my own little zuo yuezi

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Last night at 8pm, I was laying on our bed, between the white sheets - nursing the baby.

Tim had just said evening prayers and tucked in the three older girls. "Check on me in three minutes," they chirped down the hall to him. "I will," he answered.

A few moments later, I heard the tnk-tnk of forks hitting glass as Tim washed the dinner plates. He would probably scrub the cast iron pan next, which he used to grill up our dinner - a hearty salad, topped with tilapia, feta cheese, and homegrown tomatoes.

Apparently, there is a tradition in China called "sitting the month" (zuo yuezi) wherein women who have given birth spend almost all of their time resting.

Thanks to Tim, I've had my own zuo yuezi since giving birth five and a half weeks ago. I'm not exactly sitting around in bed all day (that would drive me crazy - I'm not even the napping type), but he has created space for me to rest and to write and to rock the baby. He mops the floors, tosses the pizza dough, unloads and loads the dishwasher a thousand times.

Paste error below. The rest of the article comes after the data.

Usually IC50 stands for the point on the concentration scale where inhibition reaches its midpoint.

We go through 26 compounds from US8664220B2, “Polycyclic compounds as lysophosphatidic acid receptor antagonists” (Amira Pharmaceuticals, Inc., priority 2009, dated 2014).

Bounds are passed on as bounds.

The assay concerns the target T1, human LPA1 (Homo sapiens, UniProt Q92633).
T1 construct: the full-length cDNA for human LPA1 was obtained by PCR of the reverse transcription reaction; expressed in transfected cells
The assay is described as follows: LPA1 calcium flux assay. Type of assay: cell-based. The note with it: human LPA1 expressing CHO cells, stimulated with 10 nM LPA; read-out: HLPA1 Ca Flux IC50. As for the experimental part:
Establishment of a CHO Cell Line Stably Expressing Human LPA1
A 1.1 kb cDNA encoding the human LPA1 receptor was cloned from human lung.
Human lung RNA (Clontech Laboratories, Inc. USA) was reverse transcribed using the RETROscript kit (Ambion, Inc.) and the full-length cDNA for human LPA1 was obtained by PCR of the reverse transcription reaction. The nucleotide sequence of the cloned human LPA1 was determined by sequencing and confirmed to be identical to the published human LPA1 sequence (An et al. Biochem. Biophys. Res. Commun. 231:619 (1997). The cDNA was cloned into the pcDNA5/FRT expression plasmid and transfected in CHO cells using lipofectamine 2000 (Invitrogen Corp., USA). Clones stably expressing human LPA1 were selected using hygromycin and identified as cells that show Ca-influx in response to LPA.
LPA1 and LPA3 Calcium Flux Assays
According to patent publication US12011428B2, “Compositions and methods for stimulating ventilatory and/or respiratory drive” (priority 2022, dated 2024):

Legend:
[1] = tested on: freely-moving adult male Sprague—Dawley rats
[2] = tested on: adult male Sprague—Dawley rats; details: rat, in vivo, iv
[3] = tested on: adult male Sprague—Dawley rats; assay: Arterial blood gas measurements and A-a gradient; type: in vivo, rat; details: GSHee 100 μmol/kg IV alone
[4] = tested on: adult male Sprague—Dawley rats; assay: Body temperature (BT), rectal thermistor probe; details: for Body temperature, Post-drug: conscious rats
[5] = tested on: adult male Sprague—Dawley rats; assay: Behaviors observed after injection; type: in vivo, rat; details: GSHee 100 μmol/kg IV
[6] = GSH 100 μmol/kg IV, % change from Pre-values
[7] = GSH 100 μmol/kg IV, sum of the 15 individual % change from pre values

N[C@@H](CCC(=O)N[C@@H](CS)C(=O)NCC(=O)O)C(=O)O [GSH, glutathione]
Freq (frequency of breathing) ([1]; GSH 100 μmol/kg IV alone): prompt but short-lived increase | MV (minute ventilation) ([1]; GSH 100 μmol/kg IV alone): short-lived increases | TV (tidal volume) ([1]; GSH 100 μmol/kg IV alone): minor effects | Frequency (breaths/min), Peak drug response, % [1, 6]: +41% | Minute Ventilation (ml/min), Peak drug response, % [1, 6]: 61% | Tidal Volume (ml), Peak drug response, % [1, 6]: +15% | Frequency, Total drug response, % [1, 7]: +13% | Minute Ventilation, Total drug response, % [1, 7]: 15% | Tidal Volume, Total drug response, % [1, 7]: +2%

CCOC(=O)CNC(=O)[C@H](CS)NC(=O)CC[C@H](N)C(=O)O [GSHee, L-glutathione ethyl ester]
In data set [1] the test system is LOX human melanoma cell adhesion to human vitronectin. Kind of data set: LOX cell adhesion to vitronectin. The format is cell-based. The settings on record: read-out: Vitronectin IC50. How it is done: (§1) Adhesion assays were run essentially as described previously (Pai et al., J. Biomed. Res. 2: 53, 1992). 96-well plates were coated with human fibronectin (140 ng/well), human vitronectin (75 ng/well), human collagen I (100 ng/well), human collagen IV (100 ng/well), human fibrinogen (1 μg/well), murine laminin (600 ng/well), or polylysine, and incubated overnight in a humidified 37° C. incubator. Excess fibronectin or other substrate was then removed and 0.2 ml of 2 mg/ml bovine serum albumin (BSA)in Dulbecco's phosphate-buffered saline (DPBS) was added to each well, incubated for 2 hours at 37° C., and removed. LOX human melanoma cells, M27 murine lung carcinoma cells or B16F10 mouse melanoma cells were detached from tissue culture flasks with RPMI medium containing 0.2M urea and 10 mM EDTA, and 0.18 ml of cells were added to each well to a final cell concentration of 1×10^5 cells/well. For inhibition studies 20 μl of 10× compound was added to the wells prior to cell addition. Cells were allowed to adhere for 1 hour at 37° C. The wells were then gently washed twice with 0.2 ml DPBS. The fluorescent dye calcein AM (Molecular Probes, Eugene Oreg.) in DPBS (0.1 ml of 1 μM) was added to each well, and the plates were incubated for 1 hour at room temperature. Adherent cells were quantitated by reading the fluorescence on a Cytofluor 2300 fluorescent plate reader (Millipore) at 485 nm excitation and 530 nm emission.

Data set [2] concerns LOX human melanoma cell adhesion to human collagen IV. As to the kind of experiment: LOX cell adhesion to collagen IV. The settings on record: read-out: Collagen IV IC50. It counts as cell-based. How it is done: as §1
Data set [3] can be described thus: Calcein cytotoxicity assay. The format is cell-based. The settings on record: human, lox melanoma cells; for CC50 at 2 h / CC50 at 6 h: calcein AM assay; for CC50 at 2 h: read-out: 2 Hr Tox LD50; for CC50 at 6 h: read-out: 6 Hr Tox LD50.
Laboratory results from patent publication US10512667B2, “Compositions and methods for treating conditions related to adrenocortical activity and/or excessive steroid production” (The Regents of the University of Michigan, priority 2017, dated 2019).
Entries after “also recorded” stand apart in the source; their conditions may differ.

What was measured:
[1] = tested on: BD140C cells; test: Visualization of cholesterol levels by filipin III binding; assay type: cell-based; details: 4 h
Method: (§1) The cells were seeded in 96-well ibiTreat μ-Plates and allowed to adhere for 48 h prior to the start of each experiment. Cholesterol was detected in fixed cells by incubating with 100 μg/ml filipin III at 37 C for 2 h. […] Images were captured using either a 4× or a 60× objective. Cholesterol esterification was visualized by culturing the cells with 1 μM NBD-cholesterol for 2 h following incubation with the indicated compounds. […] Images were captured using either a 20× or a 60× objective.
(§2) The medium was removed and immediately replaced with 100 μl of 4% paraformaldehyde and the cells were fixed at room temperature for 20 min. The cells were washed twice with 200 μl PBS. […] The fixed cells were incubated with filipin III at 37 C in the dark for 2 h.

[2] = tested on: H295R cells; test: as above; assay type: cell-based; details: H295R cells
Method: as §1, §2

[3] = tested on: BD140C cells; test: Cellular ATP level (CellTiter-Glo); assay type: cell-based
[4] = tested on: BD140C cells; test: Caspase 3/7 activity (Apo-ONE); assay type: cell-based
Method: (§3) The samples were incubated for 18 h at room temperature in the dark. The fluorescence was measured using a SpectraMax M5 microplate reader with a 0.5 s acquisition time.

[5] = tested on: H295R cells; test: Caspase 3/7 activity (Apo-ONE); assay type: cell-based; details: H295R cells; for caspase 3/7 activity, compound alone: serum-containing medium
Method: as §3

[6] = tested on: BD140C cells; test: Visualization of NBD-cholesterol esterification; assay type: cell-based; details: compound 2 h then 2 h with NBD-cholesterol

when we were in our early 20's
when we were in our early 20's

When you are in your early 20's, no one tells you that what you should be looking for in a husband is not sophistication or smarts. Nor is it handsomeness or humor or a hefty wallet. Those things are all good and fine. But what truly makes a marriage stand out is the selflessness - the daily giving to the other.

I have always been grateful for Tim's work ethic. Even in our teens, I have memories of him with dish rags and hammers, spatulas and power tools.

With the recent birth of our fourth baby, however, I am filled with a profound and deep sense of gratitude every morning when I wake up and look to the other side of the bed.

©2024 Stephanie Sheaffer - All Rights Reserved
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